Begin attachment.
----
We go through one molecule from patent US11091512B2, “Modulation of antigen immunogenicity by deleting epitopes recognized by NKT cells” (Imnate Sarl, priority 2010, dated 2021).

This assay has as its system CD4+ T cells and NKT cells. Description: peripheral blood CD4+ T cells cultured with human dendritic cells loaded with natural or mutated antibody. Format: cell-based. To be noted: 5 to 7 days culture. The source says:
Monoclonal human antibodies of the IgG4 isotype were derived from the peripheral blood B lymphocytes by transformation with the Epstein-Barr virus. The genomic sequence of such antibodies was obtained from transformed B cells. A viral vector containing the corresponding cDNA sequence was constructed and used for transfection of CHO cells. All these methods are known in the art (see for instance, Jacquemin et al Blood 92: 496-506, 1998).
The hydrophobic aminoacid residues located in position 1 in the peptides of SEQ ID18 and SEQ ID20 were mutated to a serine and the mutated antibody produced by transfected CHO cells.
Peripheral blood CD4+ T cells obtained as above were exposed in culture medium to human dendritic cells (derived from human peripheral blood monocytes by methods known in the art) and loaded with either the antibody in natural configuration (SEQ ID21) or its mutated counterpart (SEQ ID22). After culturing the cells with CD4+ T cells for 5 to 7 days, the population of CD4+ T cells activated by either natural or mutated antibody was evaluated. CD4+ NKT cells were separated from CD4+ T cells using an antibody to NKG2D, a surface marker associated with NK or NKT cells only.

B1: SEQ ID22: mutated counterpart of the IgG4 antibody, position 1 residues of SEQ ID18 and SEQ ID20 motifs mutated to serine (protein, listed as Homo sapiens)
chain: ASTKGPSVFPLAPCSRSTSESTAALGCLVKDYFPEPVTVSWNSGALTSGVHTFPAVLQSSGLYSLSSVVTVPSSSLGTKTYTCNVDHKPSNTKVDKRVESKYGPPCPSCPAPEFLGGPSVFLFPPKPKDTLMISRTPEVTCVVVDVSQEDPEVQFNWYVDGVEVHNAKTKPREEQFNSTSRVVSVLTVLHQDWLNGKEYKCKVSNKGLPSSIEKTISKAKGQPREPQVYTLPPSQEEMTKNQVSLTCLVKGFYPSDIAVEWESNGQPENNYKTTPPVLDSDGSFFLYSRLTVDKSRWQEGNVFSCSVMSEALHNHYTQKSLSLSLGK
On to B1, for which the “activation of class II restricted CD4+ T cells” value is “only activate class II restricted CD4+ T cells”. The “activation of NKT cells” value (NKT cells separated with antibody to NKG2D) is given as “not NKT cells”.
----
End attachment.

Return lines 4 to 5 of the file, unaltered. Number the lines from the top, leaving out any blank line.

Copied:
The hydrophobic aminoacid residues located in position 1 in the peptides of SEQ ID18 and SEQ ID20 were mutated to a serine and the mutated antibody produced by transfected CHO cells.
Peripheral blood CD4+ T cells obtained as above were exposed in culture medium to human dendritic cells (derived from human peripheral blood monocytes by methods known in the art) and loaded with either the antibody in natural configuration (SEQ ID21) or its mutated counterpart (SEQ ID22). After culturing the cells with CD4+ T cells for 5 to 7 days, the population of CD4+ T cells activated by either natural or mutated antibody was evaluated. CD4+ NKT cells were separated from CD4+ T cells using an antibody to NKG2D, a surface marker associated with NK or NKT cells only.